Northampton’s Arts Scene
It’s About the Bigger Picture
The following remarks were delivered by Penny Burke, director of the Northampton Center for the Arts, at a community meeting about the Academy of Music on Feb. 17, 2007.
First of all, I would like to clarify who we are not. We are NOT the Northampton Arts Council. The Arts Council is a city department based in Memorial Hall and ably directed by Bob Cilman. The Council’s purpose is to raise and distribute funds through twice-yearly grants to community artists. Some of these funds come from the Mass Cultural Council and some of them come from the proceeds of events like the Four Sundays in February and Transperformance.
The Northampton Center for the Arts is not a city department but we have an important relationship to the city. We are based across the street on the third floor of what used to be the Sullivan School.
We came into being when the city sold public school buildings to a private developer in 1983 and then retained the use of the auditorium and adjacent rooms to serve community arts.
We are a nonprofit corporation whose basic mission is to ensure that both performing and visual arts are accessible to the public. We support local artists by providing affordable performance, rehearsal, classroom, and exhibition space.
In order to do this, we create programming. We rent our space to community groups, particularly nonprofit organizations. And we fundraise! Like crazy. Our most important and visible fundraising event is First Night Northampton which secures about 30 percent of our operating expenses.
We have had our ups and downs over the years, but at present, we are a culturally vibrant and financially stable organization. Nevertheless, we have a problem. The purchase and sale agreement that the city signed in 1983 has a 30-year time limit, and that time is running out.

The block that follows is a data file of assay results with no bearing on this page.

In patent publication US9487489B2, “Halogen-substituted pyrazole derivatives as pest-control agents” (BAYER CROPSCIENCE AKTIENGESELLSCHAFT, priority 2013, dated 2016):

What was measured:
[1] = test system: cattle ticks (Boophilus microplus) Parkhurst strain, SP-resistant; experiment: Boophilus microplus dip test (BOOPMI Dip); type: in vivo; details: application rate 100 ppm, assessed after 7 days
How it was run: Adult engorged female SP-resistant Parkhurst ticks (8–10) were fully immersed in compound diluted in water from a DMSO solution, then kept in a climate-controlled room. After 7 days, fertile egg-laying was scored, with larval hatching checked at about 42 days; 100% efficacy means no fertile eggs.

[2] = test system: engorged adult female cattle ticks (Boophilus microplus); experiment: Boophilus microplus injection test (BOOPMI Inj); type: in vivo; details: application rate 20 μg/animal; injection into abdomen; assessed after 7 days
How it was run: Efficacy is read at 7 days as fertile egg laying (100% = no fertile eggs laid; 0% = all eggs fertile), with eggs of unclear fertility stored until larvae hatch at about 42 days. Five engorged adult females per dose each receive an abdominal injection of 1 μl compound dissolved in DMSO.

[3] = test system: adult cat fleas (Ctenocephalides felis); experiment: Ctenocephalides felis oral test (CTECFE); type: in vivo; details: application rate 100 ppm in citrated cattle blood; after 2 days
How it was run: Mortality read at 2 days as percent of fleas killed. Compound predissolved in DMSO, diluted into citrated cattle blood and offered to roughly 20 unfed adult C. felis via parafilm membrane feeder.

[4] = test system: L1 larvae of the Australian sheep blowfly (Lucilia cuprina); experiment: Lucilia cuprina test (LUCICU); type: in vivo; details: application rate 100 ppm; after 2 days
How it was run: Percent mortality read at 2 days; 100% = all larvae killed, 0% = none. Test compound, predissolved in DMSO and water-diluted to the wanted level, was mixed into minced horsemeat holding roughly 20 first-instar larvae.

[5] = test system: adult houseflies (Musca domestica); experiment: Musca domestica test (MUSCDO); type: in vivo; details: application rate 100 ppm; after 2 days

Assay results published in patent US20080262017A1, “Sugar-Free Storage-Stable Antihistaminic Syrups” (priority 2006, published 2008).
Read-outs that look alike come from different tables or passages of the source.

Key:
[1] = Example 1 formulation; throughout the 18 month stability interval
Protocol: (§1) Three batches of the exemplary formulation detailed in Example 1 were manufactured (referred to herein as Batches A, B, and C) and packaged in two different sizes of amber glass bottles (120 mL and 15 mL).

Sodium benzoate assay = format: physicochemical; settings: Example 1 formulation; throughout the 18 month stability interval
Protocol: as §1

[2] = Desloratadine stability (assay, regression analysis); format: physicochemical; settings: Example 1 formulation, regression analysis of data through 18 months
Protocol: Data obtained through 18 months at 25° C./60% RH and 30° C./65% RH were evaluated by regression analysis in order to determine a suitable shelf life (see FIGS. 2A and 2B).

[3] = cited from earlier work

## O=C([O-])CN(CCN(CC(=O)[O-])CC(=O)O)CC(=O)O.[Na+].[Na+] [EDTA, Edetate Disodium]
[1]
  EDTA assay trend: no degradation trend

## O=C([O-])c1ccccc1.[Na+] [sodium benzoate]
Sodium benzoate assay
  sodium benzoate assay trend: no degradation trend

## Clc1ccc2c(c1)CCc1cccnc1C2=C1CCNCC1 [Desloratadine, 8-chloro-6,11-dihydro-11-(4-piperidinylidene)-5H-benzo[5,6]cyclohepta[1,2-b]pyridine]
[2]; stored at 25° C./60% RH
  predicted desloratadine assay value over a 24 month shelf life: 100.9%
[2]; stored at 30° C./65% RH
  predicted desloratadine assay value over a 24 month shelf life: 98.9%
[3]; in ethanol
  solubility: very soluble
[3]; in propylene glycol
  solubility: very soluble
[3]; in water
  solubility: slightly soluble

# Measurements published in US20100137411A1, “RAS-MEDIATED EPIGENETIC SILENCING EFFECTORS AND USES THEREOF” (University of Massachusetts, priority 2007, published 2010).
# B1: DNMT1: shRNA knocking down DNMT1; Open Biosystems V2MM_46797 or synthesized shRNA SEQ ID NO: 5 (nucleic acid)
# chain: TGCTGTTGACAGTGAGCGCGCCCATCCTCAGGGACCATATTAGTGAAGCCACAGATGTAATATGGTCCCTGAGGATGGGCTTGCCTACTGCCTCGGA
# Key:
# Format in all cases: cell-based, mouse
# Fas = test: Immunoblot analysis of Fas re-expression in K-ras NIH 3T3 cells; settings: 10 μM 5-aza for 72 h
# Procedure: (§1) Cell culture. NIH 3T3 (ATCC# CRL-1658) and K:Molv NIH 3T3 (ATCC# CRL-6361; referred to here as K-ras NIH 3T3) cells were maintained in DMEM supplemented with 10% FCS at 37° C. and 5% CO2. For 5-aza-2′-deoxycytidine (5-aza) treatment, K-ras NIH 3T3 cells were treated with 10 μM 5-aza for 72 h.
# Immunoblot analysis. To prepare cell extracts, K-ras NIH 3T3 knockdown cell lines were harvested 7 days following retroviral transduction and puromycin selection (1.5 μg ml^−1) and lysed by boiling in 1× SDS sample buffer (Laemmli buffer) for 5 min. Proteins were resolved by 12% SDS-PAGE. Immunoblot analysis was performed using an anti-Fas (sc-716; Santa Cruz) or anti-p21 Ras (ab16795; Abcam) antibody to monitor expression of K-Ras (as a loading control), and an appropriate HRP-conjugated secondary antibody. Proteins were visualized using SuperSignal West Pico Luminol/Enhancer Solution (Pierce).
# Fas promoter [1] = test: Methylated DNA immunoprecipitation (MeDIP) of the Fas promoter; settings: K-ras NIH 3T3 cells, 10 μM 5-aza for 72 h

On November 14, 2006, well before the Academy’s current issues surfaced, the Center’s board of directors reached out to other arts organizations and initiated a lively and ongoing conversation about the opportunities --indeed the imperatives-- for collaboration. These groups included the Academy itself, Commonwealth Opera, New Century Theatre, and the APE gallery at Thorne’s.
Representatives from these groups continue to talk about the challenges of space, audience-building, funding and artistic programming. They met as recently as last week to create a survey designed to gather information from additional arts organizations in an attempt to identify how we can share resources and find viable solutions to common problems.
Northampton has a much-touted reputation as an arts town, but many of its most visible and important arts organizations wrestle constantly with space and fundraising issues. The Center itself has only six years remaining on its non-renewable lease. The clock is ticking, and collaboration is crucial if we are to maintain the vibrancy of the Northampton arts scene.
I urge everyone here to keep the big picture in mind as we go forward with our meeting today. We need to think ahead not just about the future of the Academy but about strategies to support and strengthen the entire arts community in the city. Thank you. (posted 2/28/07)
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